In a statement delivered to the families of journalist Elida Parra and environmental engineer Gina Uribe, the ELN confirmed it has taken the two women hostage. Parra and Uribe were kidnapped from their homes in Saravena, Arauca, last week.
According to the rebels, both women are in good health. Parra’s husband has called on the International Committee of the Red Cross to arrange for their release.
The rebel group also took responsibility for murdering engineer Ricardo Mora two weeks ago, who worked together with the kidnapped women for the Bicentennial Oil Pipeline. The $4.2 billion construction project is set to be Colombia’s longest pipeline, carrying crude oil along the Venezuelan border to Caribbean ports.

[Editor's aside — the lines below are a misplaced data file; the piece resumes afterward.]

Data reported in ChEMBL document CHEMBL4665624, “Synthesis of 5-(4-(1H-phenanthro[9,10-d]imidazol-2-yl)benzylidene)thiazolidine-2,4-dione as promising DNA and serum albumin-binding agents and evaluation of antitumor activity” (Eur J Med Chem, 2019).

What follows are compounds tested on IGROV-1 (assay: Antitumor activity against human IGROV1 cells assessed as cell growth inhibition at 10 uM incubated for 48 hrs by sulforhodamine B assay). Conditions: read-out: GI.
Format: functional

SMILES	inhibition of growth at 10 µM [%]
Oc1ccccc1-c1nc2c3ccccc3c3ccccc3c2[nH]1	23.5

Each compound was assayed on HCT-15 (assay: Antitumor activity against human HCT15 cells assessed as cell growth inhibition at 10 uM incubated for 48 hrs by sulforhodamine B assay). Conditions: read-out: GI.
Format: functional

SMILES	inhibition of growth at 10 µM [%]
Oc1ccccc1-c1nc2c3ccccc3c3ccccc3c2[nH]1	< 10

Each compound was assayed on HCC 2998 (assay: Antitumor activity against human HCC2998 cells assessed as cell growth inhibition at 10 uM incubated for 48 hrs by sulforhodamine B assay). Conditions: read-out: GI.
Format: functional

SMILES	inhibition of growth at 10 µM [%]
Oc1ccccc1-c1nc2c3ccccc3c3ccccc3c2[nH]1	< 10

In the same statement, the ELN threatened further attacks on oil pipelines in the northeastern Norte de Santander department such as the 770 km long Caño Limon-Coveñas pipeline owned by Colombia’s state-run petroleum company Ecopetrol.
The ELN and FARC are both operating in the oil-rich Arauca department, which has seen an upsurge in violent attacks by both groups in recent weeks. According to Arauca’s police chief, the ELN has the strongest presence in the area after it won a bloody five-year war with the FARC for control of the department. Think Tank Arco Iris describes rural Arauca as operating under a de facto ELN state.